application/pdf 2011-03-24T17:28:54Z The molecular basis of development of the sword, asexual selected trait in the genus Xiphophorus eng 2008 Molekulare Grundlagen der Entwicklung des Schwertes, eines sexuell selektierten Merkmales im Genus Xiphophorus Offen, Nils deposit-license 2011-03-24T17:28:54Z Offen, Nils The sword, a colourful extension of the ventral caudal fin of male swordtails of the genus Xiphophorus was one of Darwin's chosen examples for his idea of sexual selection. Experiments in X. helleri have shown that (1) the total length of the sword is an important criterion during mate choice and (2) the females have a preference for a specific pattern of differently coloured stripes. Besides its role in the process of sexual selection the sword has an interesting evolutionary history. Only males of swordtail species develop a sword, whereas males of platyfish, another group within the genus Xiphophorus, are swordless. One scenario suggests a sworded common ancestor of all Xiphophorus species and a secondary loss of the sword in platyfish during evolution. It remains elusive which molecular events preceded the loss of the sword in platyfish, since the genetic network that controls sword development is poorly understood. Data from interspecies crosses suggests that multiple loci control sword development. In addition, testosterone was identified as sufficient factor to induce sword development in immature fish, which indicates that sword development is controlled by androgen signalling. Recent work also identified the homeobox transcription factor msxC as another potential candidate, since it was shown to be up-regulated in growing sword rays. Up-regulation of msxC has also been found in the developing gonopodium, the modified male anal fin that is also induced by exogenous testosterone. The gonopodium is evolutionary older than the sword and it was assumed that the genetic network controlling gonopodium development was partly co-opted for the sword.<br />In chapter I we focussed on Fgf signalling that has been shown to regulate msxC expression during caudal fin regeneration. Both sword development and fin regeneration are characterized by elevated outgrowth of fin rays, which is likely controlled by a conserved genetic network. We showed that fgfr1 is specifically up-regulated in developing swords, which presents first evidence that fgfr1 is involved in sword development. A similar pattern was also observed in the developing gonopodium. fgfr1 is spatial-temporally co-expressed with msxC both in the sword and the gonopodium, which might indicate a putative interaction between both genes. Interestingly, in the ventral caudal fin rays of testosterone treated platyfish, fgfr1 and msxC are only up-regulated after prolonged hormone treatment. This points towards a disruption between the fgfr1/msxC network and its regulation by testosterone as a likely developmental cause for sword-loss in platyfish. Finally, we demonstrated that fgfr1 and msxC activation is correlated with fin ray growth rates by employing the X. maculatus brushtail mutant that exhibits excessive growth of the median caudal fin rays.<br />Only a subset of the genes involved in sword development can be targeted by candidate gene approaches (e.g. as performed in chapter I), because prior knowledge about gene function is needed to select appropriate candidates. In chapter II we employed the suppression subtractive hybridisation (SSH) technique to bypass this limitation, because this method can be applied to isolate genes that are differentially expressed in swords and gonopodia compared to juvenile fins without ab initio knowledge of gene identity or function. In this study we identified 128 different sequences with significant similarity to known genes. We showed that four of these sequences with similarity to rack1, dusp1, klf2 and tmsb a-like are specifically up-regulated in induced swords and/or gonopodia. In parallel, we also showed that these genes are strongly expressed during fin regeneration. Therefore these four genes are interesting candidates to further analyse their role in both sword development and fin regeneration.<br />The anal fin of male Xiphophorus fishes is modified into an intromittant organ, the gonopodium. The gonopodium is formed during sexual maturation by a subset of three anal fin rays, the 3-4-5 complex. These three rays are modified in terms of ray length, segment thickness and different distal structures like blades, claws, spines, hooks and serraes. Therefore, the mature gonopodium exhibits a strong proximo-distal polarity due to the smaller terminal segments and terminal structures. Gonopodium development is thought to proceed in two phases. During the first phase, low levels of testosterone promote ray outgrowth, whereas high levels of testosterone induce the formation of terminal structures during the second phase. Shh, androgen and probably Fgf signalling are involved in gonopodium development.<br />In chapter 3 we tested the role of retinoic acid (RA) signalling during gonopodium development, for two reasons. RA signalling is essential for paired appendage development in vertebrates and it provides positional information along the proximodistal axis in developing and regenerating limbs. Therefore, RA signalling might either play a general role in gonopodium development or specific role in establishing the proximo-distal polarity within the gonopodium. RA, a small lipophilic, diffusible molecule is synthesised by retinaldehyde dehydrogenases (Aldh1as) and stimulates gene expression through binding to two types of receptors, retinoic acid receptors (RARs) and retinoic X receptors (RXRs). In this study we showed that aldh1a2, a RA synthesising enzyme, and two RA receptors, rarg-a and rarg-b, are expressed in developing gonopodia. Inhibiting RA synthesis with DEAB increases the length of newly formed terminal segments, whereas the segment length decreases when RA signalling is overactivated by exogenous all-trans RA. Both the expression and the functional data present first evidence that RA signalling is involved in gonopodium development. Finally, we showed that androgen receptors b (arb), a putative regulator up-stream of RA signalling is co-expressed with aldh1a2 in the distal mesenchyme of the gononopodial rays. Interestingly, developing swords lack the distal expression domain of both aldh1a2 and arb, whereas the two rars are similarly expressed in developing swords and gonopodia. This might point towards an interaction between these two genes.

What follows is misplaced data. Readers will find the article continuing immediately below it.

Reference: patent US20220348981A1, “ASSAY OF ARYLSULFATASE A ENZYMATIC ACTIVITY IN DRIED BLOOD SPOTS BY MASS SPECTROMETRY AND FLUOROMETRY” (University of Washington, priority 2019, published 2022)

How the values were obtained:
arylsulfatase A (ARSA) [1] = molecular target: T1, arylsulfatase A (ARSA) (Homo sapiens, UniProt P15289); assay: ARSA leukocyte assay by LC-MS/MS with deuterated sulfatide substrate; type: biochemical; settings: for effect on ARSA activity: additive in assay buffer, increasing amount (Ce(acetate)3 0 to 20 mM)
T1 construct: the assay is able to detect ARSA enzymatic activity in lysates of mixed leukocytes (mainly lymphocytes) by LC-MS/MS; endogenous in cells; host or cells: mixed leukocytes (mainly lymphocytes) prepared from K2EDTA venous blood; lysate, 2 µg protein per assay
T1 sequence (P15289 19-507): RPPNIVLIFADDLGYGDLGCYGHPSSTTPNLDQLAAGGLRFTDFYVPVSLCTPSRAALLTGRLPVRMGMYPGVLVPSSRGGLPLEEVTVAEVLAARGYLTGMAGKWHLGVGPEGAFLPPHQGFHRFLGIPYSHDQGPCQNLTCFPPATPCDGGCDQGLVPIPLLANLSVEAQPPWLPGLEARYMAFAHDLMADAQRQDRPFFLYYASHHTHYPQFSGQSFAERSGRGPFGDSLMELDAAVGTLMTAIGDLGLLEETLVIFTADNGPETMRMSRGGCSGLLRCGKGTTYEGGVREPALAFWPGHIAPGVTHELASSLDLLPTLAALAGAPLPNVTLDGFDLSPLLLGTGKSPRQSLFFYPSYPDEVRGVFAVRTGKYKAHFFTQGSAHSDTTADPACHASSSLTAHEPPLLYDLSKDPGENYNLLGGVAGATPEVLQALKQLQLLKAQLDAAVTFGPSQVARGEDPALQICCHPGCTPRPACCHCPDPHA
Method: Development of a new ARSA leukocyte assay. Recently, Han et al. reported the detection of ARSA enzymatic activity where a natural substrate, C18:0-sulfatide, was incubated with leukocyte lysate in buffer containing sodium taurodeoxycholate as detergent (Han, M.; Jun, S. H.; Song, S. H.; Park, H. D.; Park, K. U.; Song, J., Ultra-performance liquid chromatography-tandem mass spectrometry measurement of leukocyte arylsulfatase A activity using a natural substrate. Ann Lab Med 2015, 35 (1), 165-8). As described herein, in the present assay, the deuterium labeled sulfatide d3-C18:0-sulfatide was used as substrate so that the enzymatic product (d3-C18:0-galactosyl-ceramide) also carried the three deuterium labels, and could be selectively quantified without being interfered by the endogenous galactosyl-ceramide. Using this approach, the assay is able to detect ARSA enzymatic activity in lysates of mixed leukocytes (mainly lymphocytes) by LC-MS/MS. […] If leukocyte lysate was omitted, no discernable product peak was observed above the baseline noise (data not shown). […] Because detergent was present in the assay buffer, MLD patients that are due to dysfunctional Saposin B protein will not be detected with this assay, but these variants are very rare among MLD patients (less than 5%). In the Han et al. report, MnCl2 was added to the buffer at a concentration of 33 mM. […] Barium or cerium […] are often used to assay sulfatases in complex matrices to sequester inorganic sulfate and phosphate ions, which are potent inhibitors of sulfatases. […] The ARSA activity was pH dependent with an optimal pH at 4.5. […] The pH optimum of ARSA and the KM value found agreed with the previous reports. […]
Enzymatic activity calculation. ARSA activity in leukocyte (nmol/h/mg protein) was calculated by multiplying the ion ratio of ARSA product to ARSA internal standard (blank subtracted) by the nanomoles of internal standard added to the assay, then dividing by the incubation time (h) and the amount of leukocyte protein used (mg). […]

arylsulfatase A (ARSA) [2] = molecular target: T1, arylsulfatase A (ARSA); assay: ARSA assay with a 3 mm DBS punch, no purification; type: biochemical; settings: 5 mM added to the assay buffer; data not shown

Dateiabrufe seit 01.10.2014 (Informationen über die Zugriffsstatistik)